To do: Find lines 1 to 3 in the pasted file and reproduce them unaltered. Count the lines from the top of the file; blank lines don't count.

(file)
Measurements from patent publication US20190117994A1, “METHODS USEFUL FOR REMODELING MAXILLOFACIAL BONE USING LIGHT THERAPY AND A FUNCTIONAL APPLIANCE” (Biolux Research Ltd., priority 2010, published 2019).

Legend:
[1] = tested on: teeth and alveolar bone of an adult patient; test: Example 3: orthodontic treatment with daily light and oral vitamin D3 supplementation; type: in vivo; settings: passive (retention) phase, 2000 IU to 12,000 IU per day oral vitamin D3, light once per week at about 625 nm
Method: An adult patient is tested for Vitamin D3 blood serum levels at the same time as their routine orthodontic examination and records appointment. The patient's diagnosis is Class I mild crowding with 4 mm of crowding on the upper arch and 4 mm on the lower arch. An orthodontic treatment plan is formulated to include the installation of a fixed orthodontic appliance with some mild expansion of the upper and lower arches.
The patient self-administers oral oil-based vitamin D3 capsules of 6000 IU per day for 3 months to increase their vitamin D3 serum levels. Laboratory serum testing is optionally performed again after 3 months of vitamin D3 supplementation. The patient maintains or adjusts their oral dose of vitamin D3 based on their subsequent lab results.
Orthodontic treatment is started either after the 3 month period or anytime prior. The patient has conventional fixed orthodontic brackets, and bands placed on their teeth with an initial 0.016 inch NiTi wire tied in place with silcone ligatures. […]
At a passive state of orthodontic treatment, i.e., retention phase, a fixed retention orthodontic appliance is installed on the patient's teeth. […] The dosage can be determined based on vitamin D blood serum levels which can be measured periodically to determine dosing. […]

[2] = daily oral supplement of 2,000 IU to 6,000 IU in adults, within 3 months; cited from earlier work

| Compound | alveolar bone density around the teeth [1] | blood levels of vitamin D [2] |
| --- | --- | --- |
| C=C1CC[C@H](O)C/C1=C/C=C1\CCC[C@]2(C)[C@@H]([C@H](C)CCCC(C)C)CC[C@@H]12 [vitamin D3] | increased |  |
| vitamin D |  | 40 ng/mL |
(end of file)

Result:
Measurements from patent publication US20190117994A1, “METHODS USEFUL FOR REMODELING MAXILLOFACIAL BONE USING LIGHT THERAPY AND A FUNCTIONAL APPLIANCE” (Biolux Research Ltd., priority 2010, published 2019).

Legend:
[1] = tested on: teeth and alveolar bone of an adult patient; test: Example 3: orthodontic treatment with daily light and oral vitamin D3 supplementation; type: in vivo; settings: passive (retention) phase, 2000 IU to 12,000 IU per day oral vitamin D3, light once per week at about 625 nm